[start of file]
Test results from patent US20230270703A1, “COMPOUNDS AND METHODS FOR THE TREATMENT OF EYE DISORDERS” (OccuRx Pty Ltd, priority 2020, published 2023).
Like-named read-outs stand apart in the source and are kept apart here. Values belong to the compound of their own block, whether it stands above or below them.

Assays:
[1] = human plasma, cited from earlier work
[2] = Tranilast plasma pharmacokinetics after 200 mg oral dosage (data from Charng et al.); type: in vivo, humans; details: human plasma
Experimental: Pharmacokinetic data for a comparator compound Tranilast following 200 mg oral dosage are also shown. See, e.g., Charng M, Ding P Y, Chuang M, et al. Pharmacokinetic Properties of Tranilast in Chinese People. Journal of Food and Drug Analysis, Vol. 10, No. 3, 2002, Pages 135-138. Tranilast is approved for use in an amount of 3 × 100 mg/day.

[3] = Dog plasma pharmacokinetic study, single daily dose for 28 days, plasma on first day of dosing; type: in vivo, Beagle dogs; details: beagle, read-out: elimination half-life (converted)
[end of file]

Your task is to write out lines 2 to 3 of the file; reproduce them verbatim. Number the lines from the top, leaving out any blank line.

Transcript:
Like-named read-outs stand apart in the source and are kept apart here. Values belong to the compound of their own block, whether it stands above or below them.

Assays: